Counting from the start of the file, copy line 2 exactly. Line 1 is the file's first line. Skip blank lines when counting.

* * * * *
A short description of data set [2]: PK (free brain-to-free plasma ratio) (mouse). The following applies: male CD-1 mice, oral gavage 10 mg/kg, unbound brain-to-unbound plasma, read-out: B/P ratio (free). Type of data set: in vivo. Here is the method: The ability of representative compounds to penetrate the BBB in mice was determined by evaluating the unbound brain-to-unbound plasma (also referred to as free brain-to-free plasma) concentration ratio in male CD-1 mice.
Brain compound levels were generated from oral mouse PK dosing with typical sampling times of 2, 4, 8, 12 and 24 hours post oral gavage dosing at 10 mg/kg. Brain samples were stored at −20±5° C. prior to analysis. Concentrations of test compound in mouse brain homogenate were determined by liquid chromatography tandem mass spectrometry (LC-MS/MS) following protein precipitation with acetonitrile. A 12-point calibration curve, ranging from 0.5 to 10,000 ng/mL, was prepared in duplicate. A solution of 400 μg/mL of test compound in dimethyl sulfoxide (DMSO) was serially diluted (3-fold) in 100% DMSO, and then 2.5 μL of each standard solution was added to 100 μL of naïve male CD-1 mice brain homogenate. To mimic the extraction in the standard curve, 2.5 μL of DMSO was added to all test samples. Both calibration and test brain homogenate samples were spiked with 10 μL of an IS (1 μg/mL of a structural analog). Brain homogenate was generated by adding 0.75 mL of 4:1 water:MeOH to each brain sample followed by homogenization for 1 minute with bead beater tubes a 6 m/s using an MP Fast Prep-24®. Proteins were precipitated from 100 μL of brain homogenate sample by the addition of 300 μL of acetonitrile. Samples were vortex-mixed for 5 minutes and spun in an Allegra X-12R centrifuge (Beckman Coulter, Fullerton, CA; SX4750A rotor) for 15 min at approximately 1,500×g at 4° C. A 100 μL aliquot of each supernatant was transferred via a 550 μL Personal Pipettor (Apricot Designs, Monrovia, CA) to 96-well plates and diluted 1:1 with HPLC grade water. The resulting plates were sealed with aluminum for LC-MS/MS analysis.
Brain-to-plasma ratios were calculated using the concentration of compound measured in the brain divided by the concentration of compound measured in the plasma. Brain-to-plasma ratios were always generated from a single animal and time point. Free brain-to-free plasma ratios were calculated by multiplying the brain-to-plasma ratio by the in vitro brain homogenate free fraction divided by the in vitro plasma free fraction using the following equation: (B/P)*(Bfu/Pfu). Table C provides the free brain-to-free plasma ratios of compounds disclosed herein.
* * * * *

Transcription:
Brain compound levels were generated from oral mouse PK dosing with typical sampling times of 2, 4, 8, 12 and 24 hours post oral gavage dosing at 10 mg/kg. Brain samples were stored at −20±5° C. prior to analysis. Concentrations of test compound in mouse brain homogenate were determined by liquid chromatography tandem mass spectrometry (LC-MS/MS) following protein precipitation with acetonitrile. A 12-point calibration curve, ranging from 0.5 to 10,000 ng/mL, was prepared in duplicate. A solution of 400 μg/mL of test compound in dimethyl sulfoxide (DMSO) was serially diluted (3-fold) in 100% DMSO, and then 2.5 μL of each standard solution was added to 100 μL of naïve male CD-1 mice brain homogenate. To mimic the extraction in the standard curve, 2.5 μL of DMSO was added to all test samples. Both calibration and test brain homogenate samples were spiked with 10 μL of an IS (1 μg/mL of a structural analog). Brain homogenate was generated by adding 0.75 mL of 4:1 water:MeOH to each brain sample followed by homogenization for 1 minute with bead beater tubes a 6 m/s using an MP Fast Prep-24®. Proteins were precipitated from 100 μL of brain homogenate sample by the addition of 300 μL of acetonitrile. Samples were vortex-mixed for 5 minutes and spun in an Allegra X-12R centrifuge (Beckman Coulter, Fullerton, CA; SX4750A rotor) for 15 min at approximately 1,500×g at 4° C. A 100 μL aliquot of each supernatant was transferred via a 550 μL Personal Pipettor (Apricot Designs, Monrovia, CA) to 96-well plates and diluted 1:1 with HPLC grade water. The resulting plates were sealed with aluminum for LC-MS/MS analysis.